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Primus - Animals Should Not Try to Act Like People CD (album) cover




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3.74 | 25 ratings

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Cygnus X-2
Special Collaborator
Honorary Collaborator
3 stars In 2003, hte original recording lineup of Primus, consisting of bassist/vocalist Les Claypool, guitarist Larry "Ler" LeLonde, and Tim Alexander reconvened to record an album eight years since the same lineup released an album (that album was Tales From the Punchbowl) that would be a short thirty minute EP and a DVD consisting of all Primus music videos and many other rarities and assorted video treats. The style of this album is actually unlike any Primus album before it, with most songs experimenting with floating guitar patterns and fuzzy fretless sounding bass and more psychedelic tinges. All of the pieces have their own flare, their own identity, but on the whole some of them just seem to have some padding in them, but of course those padded sections are mainly for purposes when they would play live and extend those songs and improvise from that point on. But beside that, there isn't a lot that can be said negatively about this EP.

The first song is The Carpenter and the Dainty Bride, opening with some sparse and modulated bass tones that have a definite ring and echo to them. A monotone bass beat that keeps a droning groove and a the bass sound has rubbery fretless feel to it. Some repetitive vocals and lyrics somewhat bring down the piece, but for the most part it's pretty enjoyable (I'm quite fond of the guitar work, which ranges from Frippian dissonance to heavy block chords). Pilcher's Squad is a short and concise piece that has some great work on all member's parts. Pieces like this can always be found on Primus albums to add a bit of humor to the foray. There's a nice little bit towards the beginning of the first minute where Claypool yells out, "Go Ler", followed by a three or four second dissonant guitar solo (which has a great Fripp vibe), followed by, "Thanks Ler". The lyrics are quite nice and the vocals are also nice as well. Mary the Ice Cube is a little ditty about an ice cube with some great rubbery bass lines and an interesting underlying guitar motif and percussive pattern.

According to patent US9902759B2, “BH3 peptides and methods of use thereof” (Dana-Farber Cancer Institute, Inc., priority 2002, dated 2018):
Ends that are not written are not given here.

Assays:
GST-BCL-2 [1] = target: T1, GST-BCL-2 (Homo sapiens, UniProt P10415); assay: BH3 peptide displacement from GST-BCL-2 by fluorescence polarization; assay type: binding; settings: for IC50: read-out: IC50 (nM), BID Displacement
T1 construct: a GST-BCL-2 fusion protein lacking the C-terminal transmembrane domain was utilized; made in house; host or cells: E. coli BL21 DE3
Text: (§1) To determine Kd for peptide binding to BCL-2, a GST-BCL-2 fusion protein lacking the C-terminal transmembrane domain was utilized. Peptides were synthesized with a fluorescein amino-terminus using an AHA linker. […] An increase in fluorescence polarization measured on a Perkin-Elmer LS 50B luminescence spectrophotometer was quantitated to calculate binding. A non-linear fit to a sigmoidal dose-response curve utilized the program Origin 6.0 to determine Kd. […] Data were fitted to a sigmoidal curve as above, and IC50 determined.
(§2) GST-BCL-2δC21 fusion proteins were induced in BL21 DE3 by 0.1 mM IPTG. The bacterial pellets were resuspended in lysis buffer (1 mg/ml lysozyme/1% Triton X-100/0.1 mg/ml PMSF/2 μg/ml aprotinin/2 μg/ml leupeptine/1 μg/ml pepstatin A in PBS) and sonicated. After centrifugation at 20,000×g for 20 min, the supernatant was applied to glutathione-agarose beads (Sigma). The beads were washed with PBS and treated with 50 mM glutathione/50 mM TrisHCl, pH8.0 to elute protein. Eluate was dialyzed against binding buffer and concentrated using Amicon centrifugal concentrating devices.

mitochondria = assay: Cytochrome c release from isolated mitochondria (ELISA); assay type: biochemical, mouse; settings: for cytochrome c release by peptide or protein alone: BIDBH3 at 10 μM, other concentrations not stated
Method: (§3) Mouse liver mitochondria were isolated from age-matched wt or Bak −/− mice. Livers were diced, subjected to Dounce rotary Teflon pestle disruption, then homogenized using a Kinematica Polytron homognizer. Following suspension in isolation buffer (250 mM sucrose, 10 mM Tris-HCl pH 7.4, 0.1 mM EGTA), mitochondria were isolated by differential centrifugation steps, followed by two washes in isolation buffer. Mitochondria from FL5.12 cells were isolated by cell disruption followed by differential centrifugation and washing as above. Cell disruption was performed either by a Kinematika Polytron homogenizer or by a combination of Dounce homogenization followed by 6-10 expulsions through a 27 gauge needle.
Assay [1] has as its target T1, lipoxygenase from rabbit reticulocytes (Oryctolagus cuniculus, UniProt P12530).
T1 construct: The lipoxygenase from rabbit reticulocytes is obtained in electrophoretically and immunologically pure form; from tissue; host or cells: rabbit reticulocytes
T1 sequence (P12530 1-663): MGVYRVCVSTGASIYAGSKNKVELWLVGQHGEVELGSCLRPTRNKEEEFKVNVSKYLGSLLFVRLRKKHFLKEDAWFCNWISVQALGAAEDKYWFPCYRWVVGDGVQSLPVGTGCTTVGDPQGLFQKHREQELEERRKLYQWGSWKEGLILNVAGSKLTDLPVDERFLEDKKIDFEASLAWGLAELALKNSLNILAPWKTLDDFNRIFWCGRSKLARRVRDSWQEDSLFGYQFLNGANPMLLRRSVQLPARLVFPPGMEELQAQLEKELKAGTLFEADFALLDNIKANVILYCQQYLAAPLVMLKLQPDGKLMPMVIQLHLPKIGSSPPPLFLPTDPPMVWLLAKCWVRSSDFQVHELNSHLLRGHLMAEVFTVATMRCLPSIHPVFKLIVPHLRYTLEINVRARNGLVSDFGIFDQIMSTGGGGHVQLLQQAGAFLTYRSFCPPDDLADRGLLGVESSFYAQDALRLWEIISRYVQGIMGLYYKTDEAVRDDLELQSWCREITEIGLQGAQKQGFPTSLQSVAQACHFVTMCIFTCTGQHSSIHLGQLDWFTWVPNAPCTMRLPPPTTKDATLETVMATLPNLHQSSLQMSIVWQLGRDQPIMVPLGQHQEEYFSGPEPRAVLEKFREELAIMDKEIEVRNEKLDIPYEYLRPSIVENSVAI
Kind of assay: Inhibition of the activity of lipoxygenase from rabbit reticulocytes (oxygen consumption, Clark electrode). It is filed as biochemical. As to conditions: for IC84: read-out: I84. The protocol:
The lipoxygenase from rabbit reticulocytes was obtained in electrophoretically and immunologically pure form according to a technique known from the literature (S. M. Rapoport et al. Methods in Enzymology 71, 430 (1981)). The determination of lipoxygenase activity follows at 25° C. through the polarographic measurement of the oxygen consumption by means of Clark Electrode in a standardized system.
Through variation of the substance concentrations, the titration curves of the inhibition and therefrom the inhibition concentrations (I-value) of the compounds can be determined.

The Last Superpower aka Rapscallion is the group's venture into more psychedelic overtones, with echoed and touchy bass tapping from Claypool and some mixed percussion from Alexander. During the vocal parts, LeLonde's guitar tone is very ethereal and not really in your face, and his chord based approach (except the acoustic arpeggio based introduction) really helps the song more than hurt it. It's probably the most progressive piece on the album and the live versions are great with superb extensions during the mixed percussion bits. My Friend Fats ends the EP portion of the set with a monotonous and consistent drum beat from Alexander, and though the piece doesn't really evolve much (or at all in truth), it's still a fun listen with some nice bass tapping from Claypool during the instrumental breakdowns (and his solo towards the end is also superb, but better represented live).

In the end, most of these songs seem to be rough blueprints for some serious live additions, extensions, etc. They're not bad by any means, but they aren't the best Primus has come up with and some may not like the repetitive nature of the album. I will say, though, that the DVD accompanied with this EP is rather nice, but you'll have tor read about that in my review for that. 3/5.

Cygnus X-2 | 3/5 |


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